Living near green spaces boosts property prices by £2,500 on average, ONS finds

Living next to green spaces such as parks, allotments, golf courses and playing fields can boost the price of a property by £2,500 on average, statisticians have found.

And having views of open greenery – or stretches of water such as rivers, canals, lakes or the sea – from the comfort of your home can command an even bigger premium.

Such views boost house prices by around £4,600 or 1.8% typically, the Office for National Statistics (ONS) found.

It looked at more than a million property sales in urban areas of England and Wales between 2009 and 2016 to make the findings.

It used details from property website Zoopla to estimate how much home buyers value nearby green space.

The ONS found that houses and flats within 100 metres of public green spaces are an average of £2,500 more expensive than they would be if they were more than 500 metres away.

This equates to home buyers paying an average premium of 1.1% to live near a green space.

Detached homes situated within 100 metres of a public green space can command a particularly high premium, adding around 1.9% to the price, the research found.

Looking just at flats, the boost of living near a green space is less pronounced, the ONS found.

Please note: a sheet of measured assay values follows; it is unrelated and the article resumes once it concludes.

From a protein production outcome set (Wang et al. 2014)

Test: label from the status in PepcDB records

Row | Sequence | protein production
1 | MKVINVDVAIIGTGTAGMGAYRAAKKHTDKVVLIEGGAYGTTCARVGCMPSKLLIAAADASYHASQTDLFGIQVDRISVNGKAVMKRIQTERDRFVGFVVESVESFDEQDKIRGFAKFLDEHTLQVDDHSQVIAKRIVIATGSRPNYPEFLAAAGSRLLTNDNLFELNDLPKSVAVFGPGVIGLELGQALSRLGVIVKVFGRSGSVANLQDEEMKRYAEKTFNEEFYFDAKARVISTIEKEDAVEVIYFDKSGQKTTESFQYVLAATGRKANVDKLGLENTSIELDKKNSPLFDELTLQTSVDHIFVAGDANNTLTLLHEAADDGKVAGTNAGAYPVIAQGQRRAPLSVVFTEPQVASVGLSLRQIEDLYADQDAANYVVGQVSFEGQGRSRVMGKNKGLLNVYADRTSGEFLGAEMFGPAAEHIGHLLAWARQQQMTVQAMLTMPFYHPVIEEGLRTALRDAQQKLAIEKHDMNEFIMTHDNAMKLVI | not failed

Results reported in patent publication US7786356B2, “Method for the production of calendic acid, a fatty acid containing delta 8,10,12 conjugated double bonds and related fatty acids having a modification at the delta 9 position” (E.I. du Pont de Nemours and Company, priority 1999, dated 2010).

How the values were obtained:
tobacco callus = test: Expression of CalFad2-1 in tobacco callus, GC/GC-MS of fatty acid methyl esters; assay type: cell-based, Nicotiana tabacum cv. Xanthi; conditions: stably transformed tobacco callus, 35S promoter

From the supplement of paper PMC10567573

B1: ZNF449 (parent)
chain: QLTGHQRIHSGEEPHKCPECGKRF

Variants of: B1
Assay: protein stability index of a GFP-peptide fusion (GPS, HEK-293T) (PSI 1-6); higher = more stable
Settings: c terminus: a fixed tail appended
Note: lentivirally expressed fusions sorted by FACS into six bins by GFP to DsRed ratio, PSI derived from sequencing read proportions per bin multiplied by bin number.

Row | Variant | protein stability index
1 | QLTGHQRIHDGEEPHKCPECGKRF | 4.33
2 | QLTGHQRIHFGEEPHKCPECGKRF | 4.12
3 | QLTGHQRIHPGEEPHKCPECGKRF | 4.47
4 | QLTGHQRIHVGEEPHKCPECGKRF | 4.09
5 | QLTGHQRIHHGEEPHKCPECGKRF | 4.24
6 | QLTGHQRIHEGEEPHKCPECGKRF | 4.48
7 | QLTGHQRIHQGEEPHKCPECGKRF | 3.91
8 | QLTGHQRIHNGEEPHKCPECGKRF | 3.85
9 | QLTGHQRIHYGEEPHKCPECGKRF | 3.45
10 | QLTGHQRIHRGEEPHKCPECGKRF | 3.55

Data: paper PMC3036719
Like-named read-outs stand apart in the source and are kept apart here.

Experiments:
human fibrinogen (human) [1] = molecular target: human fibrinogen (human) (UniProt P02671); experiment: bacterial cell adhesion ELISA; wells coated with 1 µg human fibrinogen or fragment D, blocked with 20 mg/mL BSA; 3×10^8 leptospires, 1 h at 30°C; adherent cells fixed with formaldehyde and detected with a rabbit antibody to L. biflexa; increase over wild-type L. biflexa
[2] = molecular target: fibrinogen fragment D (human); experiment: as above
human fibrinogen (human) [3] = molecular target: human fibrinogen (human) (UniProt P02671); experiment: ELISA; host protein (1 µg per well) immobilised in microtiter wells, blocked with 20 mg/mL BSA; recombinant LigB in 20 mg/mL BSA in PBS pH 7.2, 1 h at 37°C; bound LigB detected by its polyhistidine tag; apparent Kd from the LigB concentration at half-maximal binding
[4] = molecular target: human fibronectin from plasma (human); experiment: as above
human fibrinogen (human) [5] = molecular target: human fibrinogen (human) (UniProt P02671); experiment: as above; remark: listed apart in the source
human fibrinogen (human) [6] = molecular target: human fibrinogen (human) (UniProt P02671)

It said that flats near green spaces are only 0.6% more expensive than those further away.

As well as using details from Zoopla, the ONS also used Ordnance Survey’s Open Greenspace data, gathered using maps and aerial imagery to make the findings.

Public parks or gardens, play spaces, playing fields, sports facilities, golf courses, allotments or community growing spaces, and religious grounds and cemeteries were included.

Adam Dutton, head of natural capital at the ONS, said: “Our analysis shows living near parks, gardens and playing fields or having a view over green space or water can have a real positive impact on the price of your house and the nearer the green space is, the higher the premium.

“We are continuing to uncover and improve our measurements of the ways in which nature impacts on people’s health, wealth and well-being in the UK.”

People can also visit the ONS website to find out the difference that public green spaces make to house prices near them.

The ONS tool works for urban areas in England and Wales and can be found at

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